162744 Characteristics of patients who choose to participate in a comprehensive medication review (CMR) program: Implication for program structure and processes

Tuesday, November 6, 2007

Chung-Hsuen Wu , Department of Social and Administrative Sciences, College of Pharmacy, The University of Michigan, Ann Arbor, MI
Caroline A. Gaither , Department of Social and Administrative Sciences, College of Pharmacy, The University of Michigan, Ann Arbor, MI
Nancy JW. Lewis , Department of Social and Administrative Sciences, College of Pharmacy, The University of Michigan, Ann Arbor, MI
Carol Bugdalski-Stutrud , Department of Pharmacy Practice, Wayne State University, Detroit, MI
Marie A. Abate , Department of Clinical Pharmacy, West Virginia Center for Drug & Health Information, West Virginia University, Morgantown, WV
A CMR program was designed to enhance medication adherence, improve drug therapy cost-effectiveness, and increase healthy lifestyle choices. Comprehensive reviews of prescription, non-prescription and herbal products as well as health counseling were offered by a network of selected University-affiliated pharmacists. The program was advertised to employees, retirees and dependents of two Michigan-based companies and individuals receiving services from the network pharmacists. Descriptive statistics were reported as mean (+SD) for continuous variables and as proportions for categorical variables. Statistical analyses were done using tests for categorical data and the Student t test for continuous data. A total 67 individuals received the service. The mean age was 68.6 (+13.9) years; 59.7% were women, 91.0% were white, and 21% paid out-of-pocket for the service. The mean number of prescription medications, OTC, and the total medication used per patient were 8.4 (+4.0), 4.1 (+2.4), and 12.5 (+4.5), respectively. The mean number of total diagnosis was 5.9 (+2.3). Fifty-six percent of participants thought their health was good or excellent. Commonly reported health conditions included hypertension, diabetes, depression, anxiety and chronic pain. Statistically significant relationships were found between age groups (age 65, age < 65) and number of prescription drugs (p < 0.001); and age groups and number of diagnosis (p < 0.05). The majority of patients (55%) thought their health was improved after attending the program. These results indicate that patients perceive benefits from a CMR. They also provide insight into provider training and program content considerations.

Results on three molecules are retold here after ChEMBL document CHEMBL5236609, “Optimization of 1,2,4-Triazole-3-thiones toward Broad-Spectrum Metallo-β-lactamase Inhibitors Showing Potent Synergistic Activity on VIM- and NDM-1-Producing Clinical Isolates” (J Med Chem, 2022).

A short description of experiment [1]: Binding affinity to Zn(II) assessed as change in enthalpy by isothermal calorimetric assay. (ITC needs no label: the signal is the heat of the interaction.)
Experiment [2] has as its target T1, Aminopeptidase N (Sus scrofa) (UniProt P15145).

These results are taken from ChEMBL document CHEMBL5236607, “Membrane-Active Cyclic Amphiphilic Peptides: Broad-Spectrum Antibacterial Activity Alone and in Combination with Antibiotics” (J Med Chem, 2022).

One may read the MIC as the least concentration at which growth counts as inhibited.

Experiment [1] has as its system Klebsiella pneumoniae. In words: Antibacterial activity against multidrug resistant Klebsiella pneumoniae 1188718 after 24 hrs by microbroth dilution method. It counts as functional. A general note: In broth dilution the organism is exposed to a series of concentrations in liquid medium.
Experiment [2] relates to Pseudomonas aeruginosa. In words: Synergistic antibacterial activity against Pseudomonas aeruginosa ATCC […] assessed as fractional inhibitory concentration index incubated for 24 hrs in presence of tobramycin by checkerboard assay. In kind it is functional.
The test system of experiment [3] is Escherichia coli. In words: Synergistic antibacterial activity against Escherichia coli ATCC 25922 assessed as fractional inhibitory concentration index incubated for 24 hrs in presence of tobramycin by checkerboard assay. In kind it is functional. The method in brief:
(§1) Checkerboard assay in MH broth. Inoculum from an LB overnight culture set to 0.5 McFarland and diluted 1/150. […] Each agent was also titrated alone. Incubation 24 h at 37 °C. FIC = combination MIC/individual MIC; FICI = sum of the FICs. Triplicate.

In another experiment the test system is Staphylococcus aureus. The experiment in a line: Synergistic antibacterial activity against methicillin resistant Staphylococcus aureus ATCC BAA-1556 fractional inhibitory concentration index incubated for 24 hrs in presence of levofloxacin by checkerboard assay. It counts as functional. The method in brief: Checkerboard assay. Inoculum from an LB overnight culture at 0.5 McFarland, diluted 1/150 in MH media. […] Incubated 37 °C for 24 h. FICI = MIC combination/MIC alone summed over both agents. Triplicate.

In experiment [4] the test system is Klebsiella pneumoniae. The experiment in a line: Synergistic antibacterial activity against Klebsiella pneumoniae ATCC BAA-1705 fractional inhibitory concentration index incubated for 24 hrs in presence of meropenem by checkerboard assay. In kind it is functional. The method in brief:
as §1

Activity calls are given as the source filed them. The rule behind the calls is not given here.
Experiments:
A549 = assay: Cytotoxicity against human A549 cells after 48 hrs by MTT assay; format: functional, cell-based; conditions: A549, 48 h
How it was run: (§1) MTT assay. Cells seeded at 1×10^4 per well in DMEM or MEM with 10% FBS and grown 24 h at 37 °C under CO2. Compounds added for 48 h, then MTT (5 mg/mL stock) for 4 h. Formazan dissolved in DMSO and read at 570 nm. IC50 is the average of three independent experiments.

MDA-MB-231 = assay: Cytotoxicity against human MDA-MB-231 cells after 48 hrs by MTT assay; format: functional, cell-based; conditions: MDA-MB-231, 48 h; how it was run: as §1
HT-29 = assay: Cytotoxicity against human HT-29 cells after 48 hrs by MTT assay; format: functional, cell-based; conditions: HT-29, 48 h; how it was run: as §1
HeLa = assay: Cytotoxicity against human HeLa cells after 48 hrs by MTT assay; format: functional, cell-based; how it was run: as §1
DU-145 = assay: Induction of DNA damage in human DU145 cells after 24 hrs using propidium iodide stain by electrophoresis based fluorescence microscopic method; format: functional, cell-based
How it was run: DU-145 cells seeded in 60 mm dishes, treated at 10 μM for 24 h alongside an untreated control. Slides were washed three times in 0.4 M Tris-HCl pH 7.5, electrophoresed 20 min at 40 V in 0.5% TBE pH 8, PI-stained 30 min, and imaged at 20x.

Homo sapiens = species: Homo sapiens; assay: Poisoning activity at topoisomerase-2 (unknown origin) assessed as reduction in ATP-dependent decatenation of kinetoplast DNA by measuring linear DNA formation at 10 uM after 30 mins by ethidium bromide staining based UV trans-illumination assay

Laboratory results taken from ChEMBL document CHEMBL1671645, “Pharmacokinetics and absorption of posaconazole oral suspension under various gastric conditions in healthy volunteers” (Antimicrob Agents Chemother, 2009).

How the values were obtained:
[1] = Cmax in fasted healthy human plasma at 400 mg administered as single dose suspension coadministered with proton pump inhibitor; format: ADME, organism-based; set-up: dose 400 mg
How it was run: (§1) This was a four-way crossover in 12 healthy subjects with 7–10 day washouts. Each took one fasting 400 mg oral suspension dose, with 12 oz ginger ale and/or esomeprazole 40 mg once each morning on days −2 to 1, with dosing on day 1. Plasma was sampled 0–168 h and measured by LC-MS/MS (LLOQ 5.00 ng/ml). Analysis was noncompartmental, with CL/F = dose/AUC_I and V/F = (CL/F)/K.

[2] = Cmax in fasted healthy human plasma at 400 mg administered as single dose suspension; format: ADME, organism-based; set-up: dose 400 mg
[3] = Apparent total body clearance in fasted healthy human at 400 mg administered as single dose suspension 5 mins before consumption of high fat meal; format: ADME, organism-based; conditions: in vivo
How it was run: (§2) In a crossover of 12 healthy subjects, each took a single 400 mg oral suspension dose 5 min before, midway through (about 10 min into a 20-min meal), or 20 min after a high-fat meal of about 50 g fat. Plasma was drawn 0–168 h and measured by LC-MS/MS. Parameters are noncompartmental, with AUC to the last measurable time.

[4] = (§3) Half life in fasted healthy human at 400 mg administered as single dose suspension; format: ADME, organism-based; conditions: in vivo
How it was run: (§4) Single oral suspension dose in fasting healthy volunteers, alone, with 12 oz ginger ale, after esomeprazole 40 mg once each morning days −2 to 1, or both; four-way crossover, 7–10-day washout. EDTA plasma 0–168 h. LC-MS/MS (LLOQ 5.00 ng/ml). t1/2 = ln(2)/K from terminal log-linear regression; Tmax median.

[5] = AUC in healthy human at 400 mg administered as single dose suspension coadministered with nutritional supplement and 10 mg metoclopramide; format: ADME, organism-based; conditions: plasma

Learning Objectives:
After attending this session, the participant will be able to: P Describe a community-based comprehensive medication review CMR program P Identify consumer characteristics associated with the use of a CMR program P Discuss program development and design features that could best meet the needs of consumers interested in a CMR program.

Presenting author's disclosure statement:

Any relevant financial relationships? No
Any institutionally-contracted trials related to this submission?

I agree to comply with the American Public Health Association Conflict of Interest and Commercial Support Guidelines, and to disclose to the participants any off-label or experimental uses of a commercial product or service discussed in my presentation.